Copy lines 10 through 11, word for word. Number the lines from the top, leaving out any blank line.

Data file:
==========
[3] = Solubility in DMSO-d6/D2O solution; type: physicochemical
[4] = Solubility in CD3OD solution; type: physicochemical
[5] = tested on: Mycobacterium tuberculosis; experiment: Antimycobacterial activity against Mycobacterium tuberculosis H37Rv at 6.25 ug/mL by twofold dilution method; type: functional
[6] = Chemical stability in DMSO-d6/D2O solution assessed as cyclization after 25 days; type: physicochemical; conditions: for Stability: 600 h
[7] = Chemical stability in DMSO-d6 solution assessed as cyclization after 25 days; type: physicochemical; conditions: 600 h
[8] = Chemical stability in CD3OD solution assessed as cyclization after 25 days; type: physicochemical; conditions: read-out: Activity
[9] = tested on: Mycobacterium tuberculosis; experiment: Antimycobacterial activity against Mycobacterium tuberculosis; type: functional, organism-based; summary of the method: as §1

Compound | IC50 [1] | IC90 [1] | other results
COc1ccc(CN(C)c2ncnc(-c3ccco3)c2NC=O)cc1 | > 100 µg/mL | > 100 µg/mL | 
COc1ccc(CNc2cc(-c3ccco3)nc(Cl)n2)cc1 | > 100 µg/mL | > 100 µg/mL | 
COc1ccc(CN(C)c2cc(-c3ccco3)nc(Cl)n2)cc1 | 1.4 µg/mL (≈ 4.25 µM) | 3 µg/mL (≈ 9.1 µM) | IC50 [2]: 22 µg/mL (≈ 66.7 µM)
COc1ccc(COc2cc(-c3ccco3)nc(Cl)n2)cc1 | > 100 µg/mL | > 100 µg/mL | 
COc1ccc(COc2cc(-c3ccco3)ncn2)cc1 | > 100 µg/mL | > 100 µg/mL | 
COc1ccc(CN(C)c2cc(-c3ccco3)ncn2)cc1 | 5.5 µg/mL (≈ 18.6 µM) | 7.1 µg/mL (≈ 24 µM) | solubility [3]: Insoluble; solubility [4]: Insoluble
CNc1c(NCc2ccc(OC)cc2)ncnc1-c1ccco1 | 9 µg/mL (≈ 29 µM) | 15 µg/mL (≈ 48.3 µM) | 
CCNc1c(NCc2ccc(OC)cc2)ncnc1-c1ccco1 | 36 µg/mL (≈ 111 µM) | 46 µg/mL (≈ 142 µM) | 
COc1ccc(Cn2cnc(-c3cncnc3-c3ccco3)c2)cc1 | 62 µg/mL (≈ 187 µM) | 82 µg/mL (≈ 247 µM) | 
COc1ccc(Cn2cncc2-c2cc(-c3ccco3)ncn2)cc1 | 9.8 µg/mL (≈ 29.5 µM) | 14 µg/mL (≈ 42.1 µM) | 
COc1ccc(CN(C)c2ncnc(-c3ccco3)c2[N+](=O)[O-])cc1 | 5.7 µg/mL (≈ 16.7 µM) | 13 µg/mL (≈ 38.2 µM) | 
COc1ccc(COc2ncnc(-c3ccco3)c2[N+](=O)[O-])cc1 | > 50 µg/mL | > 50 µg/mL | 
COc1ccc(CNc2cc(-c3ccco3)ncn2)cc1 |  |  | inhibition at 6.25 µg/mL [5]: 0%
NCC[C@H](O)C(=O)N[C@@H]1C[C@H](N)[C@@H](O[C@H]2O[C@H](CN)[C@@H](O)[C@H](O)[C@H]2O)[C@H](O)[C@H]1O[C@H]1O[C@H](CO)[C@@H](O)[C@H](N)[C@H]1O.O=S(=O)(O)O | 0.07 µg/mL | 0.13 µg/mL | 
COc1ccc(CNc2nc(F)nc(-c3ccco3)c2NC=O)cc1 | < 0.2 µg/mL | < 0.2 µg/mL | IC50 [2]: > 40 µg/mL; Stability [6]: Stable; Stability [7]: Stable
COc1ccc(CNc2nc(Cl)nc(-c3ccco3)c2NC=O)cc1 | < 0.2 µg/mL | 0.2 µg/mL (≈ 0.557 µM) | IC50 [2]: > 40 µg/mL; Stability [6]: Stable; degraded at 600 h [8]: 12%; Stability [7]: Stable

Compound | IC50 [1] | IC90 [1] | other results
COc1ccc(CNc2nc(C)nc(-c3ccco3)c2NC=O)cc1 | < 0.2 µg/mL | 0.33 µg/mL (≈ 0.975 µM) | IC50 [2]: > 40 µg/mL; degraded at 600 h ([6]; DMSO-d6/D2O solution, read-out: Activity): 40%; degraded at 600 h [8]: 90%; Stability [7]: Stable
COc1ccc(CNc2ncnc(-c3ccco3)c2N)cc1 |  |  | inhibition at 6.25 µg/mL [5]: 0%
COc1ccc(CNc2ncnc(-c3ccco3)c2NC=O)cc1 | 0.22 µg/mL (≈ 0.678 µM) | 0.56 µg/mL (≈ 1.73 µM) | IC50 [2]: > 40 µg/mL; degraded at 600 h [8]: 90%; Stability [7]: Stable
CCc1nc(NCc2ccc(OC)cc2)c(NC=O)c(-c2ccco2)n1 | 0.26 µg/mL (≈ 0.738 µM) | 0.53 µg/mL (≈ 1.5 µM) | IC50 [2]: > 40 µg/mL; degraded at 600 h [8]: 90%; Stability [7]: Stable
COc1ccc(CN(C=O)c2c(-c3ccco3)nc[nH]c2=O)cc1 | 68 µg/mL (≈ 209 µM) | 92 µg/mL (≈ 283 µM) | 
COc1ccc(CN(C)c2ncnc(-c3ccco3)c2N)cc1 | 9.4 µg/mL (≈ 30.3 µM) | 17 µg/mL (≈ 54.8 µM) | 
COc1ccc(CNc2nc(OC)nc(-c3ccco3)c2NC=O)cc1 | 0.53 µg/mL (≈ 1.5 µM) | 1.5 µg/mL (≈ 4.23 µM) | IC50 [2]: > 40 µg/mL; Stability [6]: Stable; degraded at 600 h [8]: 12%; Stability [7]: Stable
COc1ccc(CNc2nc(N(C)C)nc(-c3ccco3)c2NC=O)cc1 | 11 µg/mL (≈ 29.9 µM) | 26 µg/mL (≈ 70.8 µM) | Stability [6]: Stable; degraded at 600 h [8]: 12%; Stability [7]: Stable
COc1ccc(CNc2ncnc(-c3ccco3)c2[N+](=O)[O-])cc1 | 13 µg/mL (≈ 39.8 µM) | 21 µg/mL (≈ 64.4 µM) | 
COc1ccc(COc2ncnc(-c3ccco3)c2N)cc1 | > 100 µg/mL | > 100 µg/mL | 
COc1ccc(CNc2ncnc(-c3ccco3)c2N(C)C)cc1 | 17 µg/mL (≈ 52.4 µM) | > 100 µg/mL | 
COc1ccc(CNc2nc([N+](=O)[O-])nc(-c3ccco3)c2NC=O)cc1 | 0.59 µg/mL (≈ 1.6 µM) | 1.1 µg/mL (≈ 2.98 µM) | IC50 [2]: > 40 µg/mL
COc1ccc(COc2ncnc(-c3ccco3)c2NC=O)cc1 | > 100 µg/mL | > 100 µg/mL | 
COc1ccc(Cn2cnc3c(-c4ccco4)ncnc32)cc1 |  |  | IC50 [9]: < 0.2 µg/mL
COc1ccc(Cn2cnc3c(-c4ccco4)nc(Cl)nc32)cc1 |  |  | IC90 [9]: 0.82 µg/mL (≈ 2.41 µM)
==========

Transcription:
COc1ccc(CNc2cc(-c3ccco3)nc(Cl)n2)cc1 | > 100 µg/mL | > 100 µg/mL | 
COc1ccc(CN(C)c2cc(-c3ccco3)nc(Cl)n2)cc1 | 1.4 µg/mL (≈ 4.25 µM) | 3 µg/mL (≈ 9.1 µM) | IC50 [2]: 22 µg/mL (≈ 66.7 µM)